It’s also worth pointing out that the strip overall was unusually new/young-reader friendly. It wasn’t trying to score intellectual points a la Smith or Milligan (which I happen to like, and which in fact Hine has gone on to do more of in his own work, and well), nor was it trying to show off its bad boy attitude, a la Millar or Morrison (which I only like in moderation). Some of the dialogue wasn’t up to the very high standard of a John Wagner or a Dan Abnett, sure, but the body horror weirdness of the ideas and the art was pure 2000AD.

Never mind a brain in a jar, how about a whole head?
Dig those googly eyes, too.

But then in Mambo Books II and III Verlaine comes back to Earth and gets to do more detective stuff, know with the added fringe of this weird and creepy tentacle/psychic body growth thing happening.

"Sorry, I seem to have drilled a small hole in your forehead."
Police work, future style.

Plus, a super cool villain design, the oddly-monikered but amazingly creepy Skinhead, who came in several iterations, and was a very early riff on the ultra-contmeproary woes of online trolling, cyberbullying and such.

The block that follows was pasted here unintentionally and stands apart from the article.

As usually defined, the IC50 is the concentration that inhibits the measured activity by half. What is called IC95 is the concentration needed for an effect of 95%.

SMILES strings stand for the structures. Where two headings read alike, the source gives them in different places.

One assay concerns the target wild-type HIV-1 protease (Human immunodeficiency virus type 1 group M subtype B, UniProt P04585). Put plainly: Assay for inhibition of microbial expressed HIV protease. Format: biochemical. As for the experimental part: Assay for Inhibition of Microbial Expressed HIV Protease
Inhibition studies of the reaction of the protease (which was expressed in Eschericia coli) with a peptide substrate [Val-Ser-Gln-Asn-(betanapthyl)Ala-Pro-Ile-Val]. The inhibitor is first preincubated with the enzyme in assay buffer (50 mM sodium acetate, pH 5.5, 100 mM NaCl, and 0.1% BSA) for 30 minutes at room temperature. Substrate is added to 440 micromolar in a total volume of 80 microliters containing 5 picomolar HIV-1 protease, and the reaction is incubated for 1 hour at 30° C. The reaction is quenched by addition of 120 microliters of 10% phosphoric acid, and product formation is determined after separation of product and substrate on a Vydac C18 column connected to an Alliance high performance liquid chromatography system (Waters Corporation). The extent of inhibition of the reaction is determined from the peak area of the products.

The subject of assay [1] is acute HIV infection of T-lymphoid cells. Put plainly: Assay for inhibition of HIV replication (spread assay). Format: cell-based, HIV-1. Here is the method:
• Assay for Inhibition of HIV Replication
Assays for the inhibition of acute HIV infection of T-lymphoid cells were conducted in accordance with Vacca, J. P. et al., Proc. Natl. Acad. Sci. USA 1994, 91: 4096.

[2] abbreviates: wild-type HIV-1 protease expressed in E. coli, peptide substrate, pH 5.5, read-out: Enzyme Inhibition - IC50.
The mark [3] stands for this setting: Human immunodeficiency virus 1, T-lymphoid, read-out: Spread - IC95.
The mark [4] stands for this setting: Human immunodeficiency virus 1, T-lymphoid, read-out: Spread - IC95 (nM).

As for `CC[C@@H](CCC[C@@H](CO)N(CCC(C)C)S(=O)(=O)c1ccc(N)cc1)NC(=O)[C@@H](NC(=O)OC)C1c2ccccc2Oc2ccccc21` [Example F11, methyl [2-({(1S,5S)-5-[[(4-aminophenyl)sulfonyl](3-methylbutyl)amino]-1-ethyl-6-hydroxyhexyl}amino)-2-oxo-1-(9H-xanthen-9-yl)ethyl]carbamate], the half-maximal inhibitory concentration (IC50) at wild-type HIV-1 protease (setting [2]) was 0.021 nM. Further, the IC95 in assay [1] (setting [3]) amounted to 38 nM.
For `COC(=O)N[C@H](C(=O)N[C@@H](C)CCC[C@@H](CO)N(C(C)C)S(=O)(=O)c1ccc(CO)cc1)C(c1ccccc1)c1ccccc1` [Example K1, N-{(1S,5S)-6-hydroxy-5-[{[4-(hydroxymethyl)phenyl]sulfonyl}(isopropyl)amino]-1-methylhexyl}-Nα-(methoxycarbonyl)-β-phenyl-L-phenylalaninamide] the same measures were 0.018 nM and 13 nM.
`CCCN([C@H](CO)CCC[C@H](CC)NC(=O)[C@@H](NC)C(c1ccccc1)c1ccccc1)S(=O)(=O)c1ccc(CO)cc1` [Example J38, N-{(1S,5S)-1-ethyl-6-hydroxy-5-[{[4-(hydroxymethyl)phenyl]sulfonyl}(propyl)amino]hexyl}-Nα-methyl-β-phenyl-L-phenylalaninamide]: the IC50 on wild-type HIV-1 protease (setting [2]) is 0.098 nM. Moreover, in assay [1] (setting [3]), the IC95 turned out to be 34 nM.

And some good ol' melodrama.

I can't help but be moved by this sequence, which shirts the edge of cliche so hard.
 
You’ll also notice there’s some experimental things going on artwise. Like Carlos Ezquerra at the time, Hine was tinkering with computer effects. It certainly fits the anime vibe, but also like Ezquerra it looks super dated now, even bad. I’m curious to know if it’ll actually look better again in around 10 years time, when this early CGI stuff starts to look charmingly old-fashioned (like a lot of 70s / 80s practical effects in film).

No offence to Hine, but this could be the single worst villain death scene in 2000AD history.